Mark Baisley

People come to America because it is attractive for their livelihood, or perhaps as an investment in their children’s future, and hopefully because they want to be a part of the dream.  While the primary goal is to enjoy the benefits of living in the United States, every immigrant adds the seasoning of their own country’s origins to the American melting pot.  Their values, language, behaviors, dress, and food become a cultural version of the Heisenberg effect.

As would be expected, the influences of immigrants on the American culture swing from magnificent to horrific.  First-generation immigrants have contributed the science of Albert Einstein, the culinary delights of Daniel Boulud, and the entrepreneurial spirit of Elon Musk.  Some not-so-amusing immigrants have also attempted to introduce culturally defensible rape, religious intolerance, and honor killings.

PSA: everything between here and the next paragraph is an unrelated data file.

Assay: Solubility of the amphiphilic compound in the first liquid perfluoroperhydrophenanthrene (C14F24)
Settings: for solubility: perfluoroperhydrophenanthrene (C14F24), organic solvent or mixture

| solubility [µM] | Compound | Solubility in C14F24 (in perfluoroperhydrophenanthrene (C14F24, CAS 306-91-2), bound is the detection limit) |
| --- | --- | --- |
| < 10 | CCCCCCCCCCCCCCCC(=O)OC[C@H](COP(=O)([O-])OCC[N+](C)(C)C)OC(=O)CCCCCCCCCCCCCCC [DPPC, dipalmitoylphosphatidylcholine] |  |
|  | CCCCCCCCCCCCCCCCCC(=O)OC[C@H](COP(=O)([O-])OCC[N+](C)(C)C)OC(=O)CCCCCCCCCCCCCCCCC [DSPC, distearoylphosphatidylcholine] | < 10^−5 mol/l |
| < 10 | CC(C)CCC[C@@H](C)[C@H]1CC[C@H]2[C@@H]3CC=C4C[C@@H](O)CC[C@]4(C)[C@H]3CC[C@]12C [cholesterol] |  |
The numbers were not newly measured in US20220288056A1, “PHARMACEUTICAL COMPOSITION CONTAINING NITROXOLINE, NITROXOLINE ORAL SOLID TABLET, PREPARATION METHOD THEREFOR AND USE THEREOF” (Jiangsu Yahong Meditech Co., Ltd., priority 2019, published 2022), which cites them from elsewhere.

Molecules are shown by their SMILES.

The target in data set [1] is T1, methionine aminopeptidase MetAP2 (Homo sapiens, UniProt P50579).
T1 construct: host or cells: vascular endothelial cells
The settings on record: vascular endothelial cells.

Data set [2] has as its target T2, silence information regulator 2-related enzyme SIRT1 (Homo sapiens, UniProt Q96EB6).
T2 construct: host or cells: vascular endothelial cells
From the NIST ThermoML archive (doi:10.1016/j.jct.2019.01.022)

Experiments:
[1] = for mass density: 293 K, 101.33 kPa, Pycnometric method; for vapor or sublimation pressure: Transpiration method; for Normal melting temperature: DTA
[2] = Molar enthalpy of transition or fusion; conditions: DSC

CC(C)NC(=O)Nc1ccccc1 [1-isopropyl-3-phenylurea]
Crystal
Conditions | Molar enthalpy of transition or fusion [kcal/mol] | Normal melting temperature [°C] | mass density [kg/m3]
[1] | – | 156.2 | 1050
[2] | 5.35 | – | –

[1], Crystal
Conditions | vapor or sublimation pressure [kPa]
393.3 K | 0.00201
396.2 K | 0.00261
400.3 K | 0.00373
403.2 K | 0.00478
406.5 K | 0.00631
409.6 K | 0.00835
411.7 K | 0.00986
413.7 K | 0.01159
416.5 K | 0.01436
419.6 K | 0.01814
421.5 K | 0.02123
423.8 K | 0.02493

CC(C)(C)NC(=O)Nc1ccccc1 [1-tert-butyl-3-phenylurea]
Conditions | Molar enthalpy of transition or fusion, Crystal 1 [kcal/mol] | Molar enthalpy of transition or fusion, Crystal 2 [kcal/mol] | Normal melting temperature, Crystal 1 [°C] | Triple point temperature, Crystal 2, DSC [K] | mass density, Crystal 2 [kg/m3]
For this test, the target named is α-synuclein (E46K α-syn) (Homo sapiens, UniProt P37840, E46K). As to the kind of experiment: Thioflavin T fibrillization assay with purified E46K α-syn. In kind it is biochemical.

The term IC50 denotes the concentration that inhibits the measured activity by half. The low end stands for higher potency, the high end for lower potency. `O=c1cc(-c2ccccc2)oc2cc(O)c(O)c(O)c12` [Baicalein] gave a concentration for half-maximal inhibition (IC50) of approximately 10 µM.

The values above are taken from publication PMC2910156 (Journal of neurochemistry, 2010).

Up until the 1970s, American leadership seemed to understand that maintaining well-gauged immigration levels from all other nations would result in receiving valuable newcomers who took on more cultural influence than they brought from the old country.  The usual result was beneficial perspectives that challenged tradition in a healthy way while exhorting Americans to appreciate and protect the rare freedoms given us by our founding fathers.

The most recent census reveals that over half of the total U.S. population increase of 27.3 million people between 2000 and 2010 are from Hispanic origins.  The majority of these residents are reported as having Mexican, Puerto Rican or Cuban origins.  This pace of immigration and births from a distinguishable culture offers opportunities of both advantage and caution for the perpetuation of America’s greatness.

Not surprisingly, three-fourths of the Hispanic population increase during the 2000 to 2010 decade are of Mexican origin.  Not only is Mexico geographically close, it is also an internal mess.  People relocate to the U.S. from Mexico for two primary reasons; to work for much higher wages and to escape the fearful existence of a nation oppressed by drug cartels and corrupt government officials at all levels.  An evocative video recently flourished through social media to encourage Mexico’s presidential candidates to clean up the country’s act.  The fulfillment of President-elect Enrique Peña Nieto’s campaign promises is yet to be seen.

Mark Baisley

Mark Baisley is a security and intelligence professional